Tag Archives: New York Yankees

An awesome day seeing Yankee Stadium from a “different” perspective. Yet one more reason Canadians are awesome. And 2 very cool NFL Draft moments

Never in my life have I put in so much planning to go to a baseball game, but I did for Sunday’s Yankees-Orioles tilt at Yankee Stadium.

My father-in-law is fantastic in many ways, not least of which he helped give the world an awesome daughter who sleeps in bed next to me every night. His loves are straightforward: action movies where stuff blows up and people chase each other; red meat and bacon; his family, the New York Giants, and most of all, the New York Yankees. Loves, loves, loves him some pinstripes baseball.

So for his 70th birthday this year, the wife and I decided to splurge way beyond what we’d normally do: We decided to rent a one-game luxury suite at Yankee Stadium, and if I didn’t already only have one kidney I might have had to sell the other one to pay for it (kidding. About selling the kidney, not about having just one. Click the link above for a crazy story from my life.)

We invited 20 relatives and friends of my in-laws to the game, spent weeks and weeks working out the details just right with the Yankees suite people, and despite it being a so-so weather day here in NYC, it was pretty amazing.

Our suite was right on the first-base-line, and the food and drink were as plentiful as advertised. They gave us Yankees caps, some other swag to take home, and we got to see a pretty great game (Yankees were down 4-2 in the ninth, rallied to tie it up, then lost in 11 innings) as well.

They put “Happy Birthday Steve Honig” on the scoreboard which was fabulous, and the Stadium staff couldn’t have been more gracious (kind of insane how many ushers/attendants/suite personnel work just one game; have to think Yanks are just a tad overstaffed, since many, many of the employees seemed to just be standing around doing nothing.)

The big surprise was in the third inning a Yankees employee walks into the suite with a large, mustachioed man and announces excitedly, “Goose Gossage is here!”

The Goose (above) is a Yankees legend from the 1970s and ’80s, a fireballing relief pitcher who helped the Yanks win the World Series in 1978. Lately he’s been famous for being a cranky old-guy blowhard bitching about today’s pitchers having it easy and Latin players celebrating too much, but Sunday he was delightful. Spent 10 minutes with us, helped sing “Happy Birthday” and was in great spirits.

Sunday was, technically, my little guy’s first sporting event, and he loved it. I really don’t want to take him to games until he’s a little older (he’s 2 1/2) and we can both enjoy it, but the fact that he was able to run around the suite and not have to sit in a seat for three hours made us feel like it’d be OK to have him there. Plus, he and my father-in-law are BFF. (Poor kid’s gonna think every Yankees game is gonna be like this. “What, Daddy, we have to wait on LINE to pee?”)

Anyway, the day was great, and the best moment for me happened after the game, when a close friend of my in-laws said “Steve, this is the first time I’ve ever seen you smiling when the Yankees have lost.”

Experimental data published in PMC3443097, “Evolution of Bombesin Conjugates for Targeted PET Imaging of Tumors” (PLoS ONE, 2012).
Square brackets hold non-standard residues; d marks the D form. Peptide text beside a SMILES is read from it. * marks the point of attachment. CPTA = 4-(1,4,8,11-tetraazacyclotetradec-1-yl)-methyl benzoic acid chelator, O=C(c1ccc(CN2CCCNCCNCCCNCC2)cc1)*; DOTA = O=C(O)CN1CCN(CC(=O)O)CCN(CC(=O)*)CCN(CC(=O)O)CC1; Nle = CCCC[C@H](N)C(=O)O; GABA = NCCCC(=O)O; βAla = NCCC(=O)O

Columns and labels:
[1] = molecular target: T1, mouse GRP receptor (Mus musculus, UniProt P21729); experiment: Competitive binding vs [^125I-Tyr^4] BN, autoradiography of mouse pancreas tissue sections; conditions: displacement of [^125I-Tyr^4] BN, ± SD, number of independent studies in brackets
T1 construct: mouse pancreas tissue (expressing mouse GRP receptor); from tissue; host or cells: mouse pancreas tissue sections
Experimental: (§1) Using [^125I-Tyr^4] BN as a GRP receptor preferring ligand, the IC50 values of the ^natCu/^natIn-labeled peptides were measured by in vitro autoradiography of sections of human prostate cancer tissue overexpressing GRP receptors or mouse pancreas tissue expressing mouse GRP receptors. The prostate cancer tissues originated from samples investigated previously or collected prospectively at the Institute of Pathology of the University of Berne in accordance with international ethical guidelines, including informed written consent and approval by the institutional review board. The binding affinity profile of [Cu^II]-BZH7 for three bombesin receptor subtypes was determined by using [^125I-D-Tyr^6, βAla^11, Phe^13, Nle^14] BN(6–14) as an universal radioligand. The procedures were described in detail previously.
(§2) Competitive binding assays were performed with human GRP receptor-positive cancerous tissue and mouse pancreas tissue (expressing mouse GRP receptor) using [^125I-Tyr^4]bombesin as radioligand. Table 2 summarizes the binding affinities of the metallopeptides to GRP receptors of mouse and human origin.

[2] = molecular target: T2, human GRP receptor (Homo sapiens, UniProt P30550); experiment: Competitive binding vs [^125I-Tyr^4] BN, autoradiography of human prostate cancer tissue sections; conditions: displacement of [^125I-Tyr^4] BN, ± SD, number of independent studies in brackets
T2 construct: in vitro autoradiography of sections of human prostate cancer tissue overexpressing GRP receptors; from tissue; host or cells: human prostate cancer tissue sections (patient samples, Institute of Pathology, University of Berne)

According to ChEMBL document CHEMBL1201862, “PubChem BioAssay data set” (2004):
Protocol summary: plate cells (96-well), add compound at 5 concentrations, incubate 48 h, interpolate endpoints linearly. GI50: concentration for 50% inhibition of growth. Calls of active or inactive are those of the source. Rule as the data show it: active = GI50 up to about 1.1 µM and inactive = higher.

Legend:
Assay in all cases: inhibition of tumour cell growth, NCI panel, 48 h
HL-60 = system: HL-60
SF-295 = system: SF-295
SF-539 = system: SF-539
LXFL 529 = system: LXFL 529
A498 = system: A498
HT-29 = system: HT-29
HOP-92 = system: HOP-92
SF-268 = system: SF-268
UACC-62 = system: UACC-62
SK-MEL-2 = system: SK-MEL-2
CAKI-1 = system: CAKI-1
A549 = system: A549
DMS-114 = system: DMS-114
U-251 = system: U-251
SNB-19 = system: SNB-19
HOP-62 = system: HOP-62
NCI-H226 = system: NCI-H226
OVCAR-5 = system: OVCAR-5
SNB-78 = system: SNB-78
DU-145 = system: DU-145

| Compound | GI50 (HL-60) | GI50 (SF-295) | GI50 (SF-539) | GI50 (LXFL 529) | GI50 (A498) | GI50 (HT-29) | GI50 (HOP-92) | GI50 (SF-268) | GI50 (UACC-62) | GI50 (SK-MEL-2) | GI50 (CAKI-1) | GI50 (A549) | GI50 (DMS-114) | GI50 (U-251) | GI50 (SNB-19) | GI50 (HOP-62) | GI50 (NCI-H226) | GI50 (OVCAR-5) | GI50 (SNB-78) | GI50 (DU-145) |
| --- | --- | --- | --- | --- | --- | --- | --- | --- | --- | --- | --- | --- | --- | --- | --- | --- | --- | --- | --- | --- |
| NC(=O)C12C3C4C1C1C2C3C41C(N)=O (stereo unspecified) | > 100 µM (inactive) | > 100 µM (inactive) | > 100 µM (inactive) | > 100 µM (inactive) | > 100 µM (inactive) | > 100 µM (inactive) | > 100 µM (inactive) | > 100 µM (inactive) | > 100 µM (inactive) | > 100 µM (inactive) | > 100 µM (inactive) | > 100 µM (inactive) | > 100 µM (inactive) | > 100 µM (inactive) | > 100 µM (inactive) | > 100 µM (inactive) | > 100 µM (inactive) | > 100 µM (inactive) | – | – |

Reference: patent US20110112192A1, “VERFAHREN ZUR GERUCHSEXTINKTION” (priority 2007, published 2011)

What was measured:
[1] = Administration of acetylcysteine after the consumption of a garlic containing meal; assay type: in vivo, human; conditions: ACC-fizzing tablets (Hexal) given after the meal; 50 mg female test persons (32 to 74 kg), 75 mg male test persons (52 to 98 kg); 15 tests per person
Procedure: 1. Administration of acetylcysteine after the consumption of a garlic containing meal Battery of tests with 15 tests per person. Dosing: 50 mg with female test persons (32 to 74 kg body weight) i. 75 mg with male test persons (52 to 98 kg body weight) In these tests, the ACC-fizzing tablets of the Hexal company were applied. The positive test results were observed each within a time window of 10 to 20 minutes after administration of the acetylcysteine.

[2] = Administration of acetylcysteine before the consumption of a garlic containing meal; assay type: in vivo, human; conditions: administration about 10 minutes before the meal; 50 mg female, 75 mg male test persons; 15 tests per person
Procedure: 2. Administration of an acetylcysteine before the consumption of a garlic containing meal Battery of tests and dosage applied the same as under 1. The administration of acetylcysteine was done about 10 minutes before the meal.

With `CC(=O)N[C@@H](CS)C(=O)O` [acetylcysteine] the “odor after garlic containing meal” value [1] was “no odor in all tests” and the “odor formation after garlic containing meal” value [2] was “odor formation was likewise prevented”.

It was a once-in-a-lifetime kind of memory for my wife’s Dad, at least I hope it was. He was as happy as we have seen him, and that’s by far worth more than all the planning and $$$ that went into it.

Next up, I love Canadians for so many reasons, including doing stuff like this. The Edmonton Oilers are good again, which is great because their crowds are so fantastic and loud. Before Game 3 of their Stanley Cup playoffs series against Anaheim Sunday, the singer who was to perform the “Star-Spangled Banner” appeared to have some mic trouble, so he turned to the crowd for help.

And dammit if a bunch of citizens of the Great White North didn’t belt out a great U.S.A. anthem. You think there’s any way 18,000 American fans in, say, Tampa Bay, could do that for the Canadian anthem? I doubt it.

Anyway, this was great. Go, Canada.

**Finally today, the NFL Draft is one of those way-overhyped events that gets so hyped these days because the NFL is a behemoth and everything it does gets overhyped.

I rarely pay much attention to it except to see how my Jets will screw it up (they got a great player in the first round, a safety named Jamal Adams, then drafted a guy who plays the same position in the second round. Because, you know, the Jets are perfect at every other position but safety), but these two videos caught my eye over the weekend and I thought they were great.

First, above, the Arizona Cardinals allowed the family of a slain Phoenix police officer,  David Glasser, to help make a draft pick. David Johnson of the Cards was Glasser’s favorite player, so he and Glasser’s widow and son made the pick. Very cool.

And then this, which was hilarious: The draft was held in Philadelphia this year, and of course Eagles fans hate the Dallas Cowboys, so when Cowboys legend Drew Pearson got up to make his team’s second-round pick, he was vociferously booed. Which Pearson enjoyed, then decided to ramp up the booing even more with this fantastic speech. I hate the Cowboys too, but I LOVED this, especially when he thanks the Eagles fans “for allowing me to have a career in the NFL.”


A few thoughts on the late Betty Ford. Jeter’s 3,000th sucks me back in. And “instant music gratification” may be a bad thing

Spent a little time Sunday reading about the remarkable life of Betty Ford, who died Friday.

I think you can make the argument that she led the most important and meaningful life of a First Lady since Eleanor Roosevelt, which is sorta funny considering Betty Ford’s husband was President for such a short time.